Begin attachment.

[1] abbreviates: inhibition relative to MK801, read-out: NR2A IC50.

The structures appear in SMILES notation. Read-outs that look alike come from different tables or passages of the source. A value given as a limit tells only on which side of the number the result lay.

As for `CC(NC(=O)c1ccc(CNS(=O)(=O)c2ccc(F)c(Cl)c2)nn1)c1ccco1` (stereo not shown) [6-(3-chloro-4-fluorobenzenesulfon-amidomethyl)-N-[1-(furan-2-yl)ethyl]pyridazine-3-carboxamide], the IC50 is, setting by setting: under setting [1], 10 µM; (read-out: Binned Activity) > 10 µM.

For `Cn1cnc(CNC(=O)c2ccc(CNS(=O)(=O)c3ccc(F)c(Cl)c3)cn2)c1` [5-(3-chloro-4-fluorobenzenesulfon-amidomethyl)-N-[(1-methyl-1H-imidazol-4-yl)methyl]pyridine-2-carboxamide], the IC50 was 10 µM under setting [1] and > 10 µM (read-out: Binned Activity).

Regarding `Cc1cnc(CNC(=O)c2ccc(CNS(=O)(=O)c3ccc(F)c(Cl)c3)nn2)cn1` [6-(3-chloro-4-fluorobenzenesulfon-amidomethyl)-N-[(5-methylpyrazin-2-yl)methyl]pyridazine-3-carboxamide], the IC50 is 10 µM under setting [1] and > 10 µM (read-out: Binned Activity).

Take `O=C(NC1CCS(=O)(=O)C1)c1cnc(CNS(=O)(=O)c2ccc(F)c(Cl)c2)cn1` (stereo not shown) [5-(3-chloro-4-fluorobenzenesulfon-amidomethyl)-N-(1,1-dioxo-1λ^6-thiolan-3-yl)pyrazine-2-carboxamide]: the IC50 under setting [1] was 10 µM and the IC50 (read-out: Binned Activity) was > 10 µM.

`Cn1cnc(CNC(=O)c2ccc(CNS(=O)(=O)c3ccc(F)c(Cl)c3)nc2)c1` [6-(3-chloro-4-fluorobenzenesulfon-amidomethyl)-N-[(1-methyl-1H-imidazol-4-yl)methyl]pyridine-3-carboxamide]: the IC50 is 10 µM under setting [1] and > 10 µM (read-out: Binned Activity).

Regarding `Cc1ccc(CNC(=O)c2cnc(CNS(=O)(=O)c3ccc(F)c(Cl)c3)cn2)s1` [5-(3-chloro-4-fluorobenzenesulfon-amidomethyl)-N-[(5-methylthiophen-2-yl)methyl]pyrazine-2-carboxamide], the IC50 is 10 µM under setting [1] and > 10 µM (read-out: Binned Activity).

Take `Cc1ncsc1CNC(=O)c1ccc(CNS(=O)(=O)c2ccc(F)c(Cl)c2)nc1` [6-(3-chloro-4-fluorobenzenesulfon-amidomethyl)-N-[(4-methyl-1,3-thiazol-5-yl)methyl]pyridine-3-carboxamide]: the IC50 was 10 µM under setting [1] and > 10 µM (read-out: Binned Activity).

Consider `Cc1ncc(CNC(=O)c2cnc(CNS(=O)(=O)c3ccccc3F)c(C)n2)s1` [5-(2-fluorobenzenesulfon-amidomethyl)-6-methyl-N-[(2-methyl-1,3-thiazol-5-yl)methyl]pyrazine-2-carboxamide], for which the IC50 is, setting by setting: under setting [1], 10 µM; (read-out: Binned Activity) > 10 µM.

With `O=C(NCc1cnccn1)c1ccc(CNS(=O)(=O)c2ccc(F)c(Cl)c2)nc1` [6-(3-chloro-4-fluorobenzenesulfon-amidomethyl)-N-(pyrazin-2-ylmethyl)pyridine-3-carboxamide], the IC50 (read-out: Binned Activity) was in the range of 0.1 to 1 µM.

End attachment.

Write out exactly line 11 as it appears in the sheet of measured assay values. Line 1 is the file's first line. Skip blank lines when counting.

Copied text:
With `O=C(NCc1cnccn1)c1ccc(CNS(=O)(=O)c2ccc(F)c(Cl)c2)nc1` [6-(3-chloro-4-fluorobenzenesulfon-amidomethyl)-N-(pyrazin-2-ylmethyl)pyridine-3-carboxamide], the IC50 (read-out: Binned Activity) was in the range of 0.1 to 1 µM.